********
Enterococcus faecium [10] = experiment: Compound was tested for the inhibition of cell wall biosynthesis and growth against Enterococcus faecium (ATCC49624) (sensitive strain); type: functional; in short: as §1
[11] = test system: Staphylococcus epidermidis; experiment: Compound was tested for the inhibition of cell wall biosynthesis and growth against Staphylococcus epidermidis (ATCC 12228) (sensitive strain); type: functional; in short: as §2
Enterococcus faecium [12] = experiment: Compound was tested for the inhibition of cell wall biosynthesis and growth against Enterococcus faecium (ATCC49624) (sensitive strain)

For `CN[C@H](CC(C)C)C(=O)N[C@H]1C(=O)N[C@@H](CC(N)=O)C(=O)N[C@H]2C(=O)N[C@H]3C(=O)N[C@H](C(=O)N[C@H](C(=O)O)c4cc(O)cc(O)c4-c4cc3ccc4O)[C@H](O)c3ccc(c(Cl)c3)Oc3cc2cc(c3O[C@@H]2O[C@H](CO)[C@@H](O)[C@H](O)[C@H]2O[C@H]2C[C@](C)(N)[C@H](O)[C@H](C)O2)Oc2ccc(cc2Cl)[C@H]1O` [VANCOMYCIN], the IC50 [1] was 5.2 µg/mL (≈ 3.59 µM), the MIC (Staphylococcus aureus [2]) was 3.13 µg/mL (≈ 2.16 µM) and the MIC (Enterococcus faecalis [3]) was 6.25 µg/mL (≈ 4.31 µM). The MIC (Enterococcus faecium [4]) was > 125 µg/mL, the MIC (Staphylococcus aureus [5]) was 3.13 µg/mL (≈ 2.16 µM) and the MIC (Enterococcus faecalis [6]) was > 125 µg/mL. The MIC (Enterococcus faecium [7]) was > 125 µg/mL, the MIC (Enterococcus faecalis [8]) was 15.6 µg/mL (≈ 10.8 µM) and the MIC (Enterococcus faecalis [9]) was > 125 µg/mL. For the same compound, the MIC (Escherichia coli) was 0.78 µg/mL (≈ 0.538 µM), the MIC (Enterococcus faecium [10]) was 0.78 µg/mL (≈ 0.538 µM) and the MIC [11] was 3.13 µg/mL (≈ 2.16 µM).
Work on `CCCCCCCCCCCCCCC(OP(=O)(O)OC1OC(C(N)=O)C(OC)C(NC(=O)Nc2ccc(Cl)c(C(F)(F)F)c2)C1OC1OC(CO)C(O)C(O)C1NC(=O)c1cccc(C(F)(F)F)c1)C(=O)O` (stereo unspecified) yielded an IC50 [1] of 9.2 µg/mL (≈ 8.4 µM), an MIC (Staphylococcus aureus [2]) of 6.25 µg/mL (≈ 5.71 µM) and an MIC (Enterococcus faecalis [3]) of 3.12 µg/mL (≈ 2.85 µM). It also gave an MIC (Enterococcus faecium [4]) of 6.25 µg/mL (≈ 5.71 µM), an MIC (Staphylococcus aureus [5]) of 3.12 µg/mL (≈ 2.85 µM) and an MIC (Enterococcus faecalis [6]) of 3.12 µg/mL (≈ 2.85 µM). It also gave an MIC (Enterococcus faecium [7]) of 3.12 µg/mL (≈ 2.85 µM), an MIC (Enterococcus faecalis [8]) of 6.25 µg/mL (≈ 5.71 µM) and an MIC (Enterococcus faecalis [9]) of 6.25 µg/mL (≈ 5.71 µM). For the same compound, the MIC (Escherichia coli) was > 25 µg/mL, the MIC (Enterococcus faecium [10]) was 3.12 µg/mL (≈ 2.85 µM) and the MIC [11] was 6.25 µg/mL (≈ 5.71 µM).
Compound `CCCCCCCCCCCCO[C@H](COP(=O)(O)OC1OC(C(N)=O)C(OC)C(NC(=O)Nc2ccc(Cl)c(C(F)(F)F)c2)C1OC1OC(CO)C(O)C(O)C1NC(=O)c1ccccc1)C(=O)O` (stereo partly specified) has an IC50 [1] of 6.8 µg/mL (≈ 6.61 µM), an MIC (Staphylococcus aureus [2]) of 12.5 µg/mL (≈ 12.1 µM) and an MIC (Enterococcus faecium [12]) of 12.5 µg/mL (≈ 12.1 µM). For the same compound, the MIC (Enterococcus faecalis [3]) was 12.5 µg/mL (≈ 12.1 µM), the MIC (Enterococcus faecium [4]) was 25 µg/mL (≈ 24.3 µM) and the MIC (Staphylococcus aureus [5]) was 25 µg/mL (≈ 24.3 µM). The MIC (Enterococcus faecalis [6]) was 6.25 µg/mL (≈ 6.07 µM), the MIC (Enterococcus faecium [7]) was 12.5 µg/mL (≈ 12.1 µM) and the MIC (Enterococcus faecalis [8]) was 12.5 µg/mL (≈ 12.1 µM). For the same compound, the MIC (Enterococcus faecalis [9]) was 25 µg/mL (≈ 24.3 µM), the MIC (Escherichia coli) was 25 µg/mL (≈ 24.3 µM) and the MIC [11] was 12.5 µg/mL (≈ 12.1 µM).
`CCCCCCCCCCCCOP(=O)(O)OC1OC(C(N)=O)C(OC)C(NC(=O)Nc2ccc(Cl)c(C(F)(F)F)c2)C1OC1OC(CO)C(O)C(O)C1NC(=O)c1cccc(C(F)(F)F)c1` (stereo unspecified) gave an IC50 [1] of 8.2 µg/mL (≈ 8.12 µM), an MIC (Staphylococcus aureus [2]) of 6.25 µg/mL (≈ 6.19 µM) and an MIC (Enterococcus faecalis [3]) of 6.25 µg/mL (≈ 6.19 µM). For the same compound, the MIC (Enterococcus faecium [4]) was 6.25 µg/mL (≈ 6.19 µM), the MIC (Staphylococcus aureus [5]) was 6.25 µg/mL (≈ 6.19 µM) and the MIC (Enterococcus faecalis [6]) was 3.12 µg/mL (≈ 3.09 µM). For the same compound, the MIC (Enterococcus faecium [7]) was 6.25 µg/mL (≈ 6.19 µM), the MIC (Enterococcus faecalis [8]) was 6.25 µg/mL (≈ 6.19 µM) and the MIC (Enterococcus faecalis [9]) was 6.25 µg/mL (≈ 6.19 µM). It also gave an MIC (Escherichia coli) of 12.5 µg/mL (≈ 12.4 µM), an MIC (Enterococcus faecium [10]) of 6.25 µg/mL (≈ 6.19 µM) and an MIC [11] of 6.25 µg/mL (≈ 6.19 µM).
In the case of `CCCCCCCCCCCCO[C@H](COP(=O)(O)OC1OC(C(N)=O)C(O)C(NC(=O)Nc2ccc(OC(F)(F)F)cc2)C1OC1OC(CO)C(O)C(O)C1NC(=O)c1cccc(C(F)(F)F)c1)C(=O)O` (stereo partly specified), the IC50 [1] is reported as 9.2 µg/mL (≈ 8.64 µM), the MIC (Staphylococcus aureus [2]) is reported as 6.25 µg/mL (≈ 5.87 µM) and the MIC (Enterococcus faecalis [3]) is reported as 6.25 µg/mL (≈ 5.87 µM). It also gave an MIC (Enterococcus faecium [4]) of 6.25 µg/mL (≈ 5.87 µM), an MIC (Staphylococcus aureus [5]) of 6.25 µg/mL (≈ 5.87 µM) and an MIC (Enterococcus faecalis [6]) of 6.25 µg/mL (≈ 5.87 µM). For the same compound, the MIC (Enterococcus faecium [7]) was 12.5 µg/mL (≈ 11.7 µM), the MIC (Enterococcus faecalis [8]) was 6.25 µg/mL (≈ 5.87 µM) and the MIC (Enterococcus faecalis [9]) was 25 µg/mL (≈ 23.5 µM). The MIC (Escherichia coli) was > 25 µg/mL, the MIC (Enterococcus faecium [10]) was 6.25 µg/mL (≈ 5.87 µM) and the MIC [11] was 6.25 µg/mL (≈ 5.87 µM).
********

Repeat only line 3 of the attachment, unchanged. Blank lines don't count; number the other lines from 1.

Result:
Enterococcus faecium [12] = experiment: Compound was tested for the inhibition of cell wall biosynthesis and growth against Enterococcus faecium (ATCC49624) (sensitive strain)